The Importance of a Support System
Updated: Aug 22, 2021
Some days you can meditate, take deep breaths, do all your calm down rituals, and still feel like your anxiety is too much to bear. Sometimes you can remind yourself that you are more than your mental health struggles, eat healthy, exercise, and still feel the weight of depression, making it difficult to get out of bed. This is where the importance of a support system comes into play and can be the help you need to make it through the day, get out of bed, and know you are not alone.
What is a support system?
A support system is simply a handful of people who are there for you; people that you can count on through the good and difficult to be a soundboard, a shoulder to cry on, or a reminder that you will make it through a difficult season. While the description of a support system is easy enough and sounds great, we understand that it can be challenging to know who to trust during hard days. So here are a few tips on what to look for when gathering a support system.
Building a Support System
Social contact and connections are essential. You may not always feel like socializing if you are having a bad day or week. Furthermore, the idea of spending time with people in itself may make you a little anxious (particularly if you're an introvert).
However, we are, at our core, social creatures.
That's why it's vital to set up a support system that you can reach out to in times of need.
Think about the people in your life with whom you are close. Who do you feel like gets you? Who understands your struggles, whether it be anxiety, depression, or any other mental health struggles? Who notices when you seem off before you say anything? Who gets you out of your head when your thoughts are racing? Who gets you out of the house when they know you need a change in scenery? If you have people in your life that do this, these are the kind of people that you want in your support system.
Here are a few other things to look for in building a support system:
People who remain close and aren't afraid of hard conversations.
People who put you at ease, make you feel safe, and allow you to be your authentic self at any moment.
People who understand you and know you through longevity in the relationship or have built trust through experiences together.
People who aren't afraid to tell you what you need to hear even if it's not what you want to hear.
People who live their life in a way that you want to live yours. They inspire you to be the best version of yourself through living into values of generosity, kindness, inclusion, for example.
The Importance of Having a Support System
We've talked in the past about how we can sometimes spiral into anxiety that is hard to break. When you are anxious and worried, it can start a cycle of being more anxious and worried. If you rely solely on yourself in those situations, it can be hard to get out of your head long enough to look at the situation objectively and realize that things aren't nearly as bad or scary as they may seem. This is the importance of a support system.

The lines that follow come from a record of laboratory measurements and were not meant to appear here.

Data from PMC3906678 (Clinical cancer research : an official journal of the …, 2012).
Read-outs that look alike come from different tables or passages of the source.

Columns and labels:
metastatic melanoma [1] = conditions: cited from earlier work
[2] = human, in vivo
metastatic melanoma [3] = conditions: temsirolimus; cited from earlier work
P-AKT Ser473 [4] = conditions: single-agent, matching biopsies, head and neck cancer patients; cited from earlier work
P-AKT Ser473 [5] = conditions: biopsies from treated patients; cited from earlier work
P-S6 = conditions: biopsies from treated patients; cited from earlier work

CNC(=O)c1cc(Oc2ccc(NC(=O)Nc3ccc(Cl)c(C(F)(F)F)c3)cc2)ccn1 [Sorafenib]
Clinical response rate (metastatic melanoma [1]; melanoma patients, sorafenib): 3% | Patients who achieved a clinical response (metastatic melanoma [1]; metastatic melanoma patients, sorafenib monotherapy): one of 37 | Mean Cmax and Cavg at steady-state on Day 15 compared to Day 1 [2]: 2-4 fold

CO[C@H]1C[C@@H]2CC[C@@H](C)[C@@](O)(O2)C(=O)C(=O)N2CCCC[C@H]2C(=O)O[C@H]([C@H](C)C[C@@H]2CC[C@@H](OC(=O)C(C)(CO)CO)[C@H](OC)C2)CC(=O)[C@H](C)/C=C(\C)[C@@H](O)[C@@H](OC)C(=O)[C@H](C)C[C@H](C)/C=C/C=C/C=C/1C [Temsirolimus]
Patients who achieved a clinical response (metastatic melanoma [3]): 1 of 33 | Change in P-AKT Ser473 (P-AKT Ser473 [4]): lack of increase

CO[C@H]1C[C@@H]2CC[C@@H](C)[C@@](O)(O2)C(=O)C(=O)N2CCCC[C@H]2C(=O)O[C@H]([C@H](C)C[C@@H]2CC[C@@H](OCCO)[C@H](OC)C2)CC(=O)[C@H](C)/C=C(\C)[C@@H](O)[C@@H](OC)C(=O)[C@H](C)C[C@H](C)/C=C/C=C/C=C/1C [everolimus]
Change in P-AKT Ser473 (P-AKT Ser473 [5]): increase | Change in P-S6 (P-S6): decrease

Having a group of people that can give you perspective to help stop the spiral is invaluable.
The unspoken message that, "you are not alone", is one that only a solid support system can give. This message can get you through the hardest of days. Tasks naturally don't feel as overwhelming when you know you have someone who will tackle them with you. In turn, the hard days don't have to feel as hard if you know you have someone walking with you through it.
They might not be able to fix everything but having someone to rely on through dark moments can be a bright spot.
What If You Don't Have a Support System?
You may be surrounded by family and friends and still feel lonely, like you don't have a support system. Maybe you aren't comfortable sharing your anxiety issues with them. Perhaps they aren't willing or in a position to provide you with the encouragement and support you need. Maybe they just don't get it. This can feel isolating, disappointing and take a toll on relationships. Finding a support group or even a person that struggles with the same things that you do can be a big help. Reach out and see what's available in your area. A therapist can be another key figure in your support system. If you are seeing a therapist right now, ask them for help to build out the rest of your support system.
Once you have a specific support system to help you through the hard days, please start thinking about what it would look like to change your expectations with your friends and family that cannot be a support system to you.
Can you accept the love that your family and friends are able to give to you without unrealistic expectations because you know you are getting the support you need elsewhere?
We know this is easier said than done, but once you can get to this place of acceptance with your relationships, we promise they will be the best they can be.
Finding people you can trust with the most challenging parts of life is no easy task. Like everything else, take it one step at a time. Start with small issues and see how people in your life handle those. If they hold them well and earn trust, give them a little more. Little by little, you will see trust grow and learn who can walk through the hard parts of life. The benefit of having a group of people is that responsibility doesn't fall on just one person. Surrounding yourself with a support system helps everyone involved because it will give you peace of mind knowing you have more than just one person to reach out to, and it doesn't put the entire weight on one person's shoulders.
Life can be hard; we weren't meant to do it alone. While it can feel scary, letting people in that want to help and support you is one of the best things you can do for your mental health.